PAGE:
Santa Monica begins cleanup after day of looting, fires; curfew in effect since 1:30 p.m.

Local news

Cleanup was underway Monday in Santa Monica after a day of protests over the death of George Floyd turned violent, resulting in fires and looting.

Shattered glass, hangers and boxes littered the sidewalks after looters took clothes, shoes and other merchandise from businesses in one of the hardest hit areas along Fourth Street and Arizona Avenue.

Business owners and volunteers showed up with brooms and dust pans Monday to clean up the mess.

“We are here today to clean up as one community. Piece by piece we will repair. We will rebuild. We are strong. We are resilient. We will get through this,” Santa Monica Councilman Terry O’Day said during a Monday morning news conference.

A citywide curfew went into effect at 1:30 p.m. Monday and would remain in place until 5:30 a.m. Tuesday.

Overnight, some business owners were seen carrying guns to protect their stores from looters they thought would return to the area despite Sunday night’s curfew.

Sunday began with a peaceful protest on Ocean Avenue.

Eventually, a group of protesters got into a standoff with police near the Santa Monica Pier. Police say some of the protestors began throwing rocks and smoke bombs at the officers.

The Police Department responded by bringing in armored vehicles but the looting and fires started a short time later.

Video showed looters using hammers and crowbars to break into businesses before running off with merchandise.

Looters rush away from police after picking through a store in downtown Santa Monica on May 31, 2020. (Robert Gauthier/Los Angeles Times)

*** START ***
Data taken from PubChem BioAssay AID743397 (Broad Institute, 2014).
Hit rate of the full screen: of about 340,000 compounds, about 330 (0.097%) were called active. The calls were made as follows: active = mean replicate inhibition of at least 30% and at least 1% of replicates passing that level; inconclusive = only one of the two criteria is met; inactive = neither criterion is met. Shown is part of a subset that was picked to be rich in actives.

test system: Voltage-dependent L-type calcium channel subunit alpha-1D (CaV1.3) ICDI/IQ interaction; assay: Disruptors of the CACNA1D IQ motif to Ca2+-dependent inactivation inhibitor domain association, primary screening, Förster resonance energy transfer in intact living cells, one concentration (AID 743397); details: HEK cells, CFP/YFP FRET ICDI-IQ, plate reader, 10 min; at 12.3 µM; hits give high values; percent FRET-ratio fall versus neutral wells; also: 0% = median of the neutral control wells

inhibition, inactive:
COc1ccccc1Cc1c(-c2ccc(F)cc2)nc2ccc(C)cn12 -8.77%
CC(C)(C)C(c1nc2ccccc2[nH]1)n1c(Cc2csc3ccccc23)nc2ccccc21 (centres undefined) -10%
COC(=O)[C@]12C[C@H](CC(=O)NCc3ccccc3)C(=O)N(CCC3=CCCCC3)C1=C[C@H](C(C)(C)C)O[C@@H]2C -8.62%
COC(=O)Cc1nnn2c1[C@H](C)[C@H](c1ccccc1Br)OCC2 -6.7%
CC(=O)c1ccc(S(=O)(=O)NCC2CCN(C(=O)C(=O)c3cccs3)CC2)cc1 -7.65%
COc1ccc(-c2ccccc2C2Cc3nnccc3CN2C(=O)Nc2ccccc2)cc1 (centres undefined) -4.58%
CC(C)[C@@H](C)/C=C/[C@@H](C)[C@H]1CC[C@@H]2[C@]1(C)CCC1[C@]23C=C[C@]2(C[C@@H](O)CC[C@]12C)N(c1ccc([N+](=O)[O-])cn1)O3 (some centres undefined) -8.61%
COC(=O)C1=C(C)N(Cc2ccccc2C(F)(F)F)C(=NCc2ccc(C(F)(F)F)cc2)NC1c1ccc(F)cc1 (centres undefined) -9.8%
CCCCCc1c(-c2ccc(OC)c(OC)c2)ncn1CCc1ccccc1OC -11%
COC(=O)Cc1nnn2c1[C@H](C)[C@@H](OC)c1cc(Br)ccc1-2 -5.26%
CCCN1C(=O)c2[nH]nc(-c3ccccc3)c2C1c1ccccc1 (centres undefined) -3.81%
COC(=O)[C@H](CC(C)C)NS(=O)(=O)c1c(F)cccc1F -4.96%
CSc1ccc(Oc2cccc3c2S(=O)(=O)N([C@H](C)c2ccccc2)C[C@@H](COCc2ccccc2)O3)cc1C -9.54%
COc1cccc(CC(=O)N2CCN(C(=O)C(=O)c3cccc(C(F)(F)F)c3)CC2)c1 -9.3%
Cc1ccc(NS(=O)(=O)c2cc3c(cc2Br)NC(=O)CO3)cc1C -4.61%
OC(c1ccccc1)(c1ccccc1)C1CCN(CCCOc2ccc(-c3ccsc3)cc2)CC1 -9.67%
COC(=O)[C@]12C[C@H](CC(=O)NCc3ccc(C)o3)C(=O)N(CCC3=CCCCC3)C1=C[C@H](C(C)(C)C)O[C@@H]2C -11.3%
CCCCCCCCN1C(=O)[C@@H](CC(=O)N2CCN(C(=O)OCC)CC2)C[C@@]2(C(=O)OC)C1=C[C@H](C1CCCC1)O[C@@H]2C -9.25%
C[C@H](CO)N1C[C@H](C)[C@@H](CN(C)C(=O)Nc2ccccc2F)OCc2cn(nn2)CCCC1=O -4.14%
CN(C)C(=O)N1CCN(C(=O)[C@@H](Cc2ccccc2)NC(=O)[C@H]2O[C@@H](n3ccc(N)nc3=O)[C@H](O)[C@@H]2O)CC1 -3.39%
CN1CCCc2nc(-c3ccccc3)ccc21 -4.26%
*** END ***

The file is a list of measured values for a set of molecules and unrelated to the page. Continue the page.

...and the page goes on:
Looters rush away from police after picking through a store in downtown Santa Monica on May 31, 2020. (Robert Gauthier/Los Angeles Times)

In one Santa Monica neighborhood, video showed a crowd of people surrounding an Amazon delivery truck while others took packages out.

U.S. National Guard troops were sent to the area and provided “great support” by locking down City Hall and Santa Monica Pier, O’Day said Monday morning.

Once those locations were secure, the Santa Monica Police Department was able to restore order to the streets, he said.

At least nine fires — involving police vehicles and businesses — were also set amid the chaos.

Officials said more than 200 arrests were made as the destruction and looting went on for several hours. Santa Monica Police Chief Cynthia Renaud updated the number to over 400 arrests as of Monday morning.

The police department later stated that 95% of those arrested were not Santa Monica residents.

Authorities are searching through evidence Monday to identify others who they will attempt to catch, O’Day said. “There is a ton of video out there,” he said.

Anyone with videos or pictures of people committing crimes Sunday was asked to send them to info@santamonica.gov.

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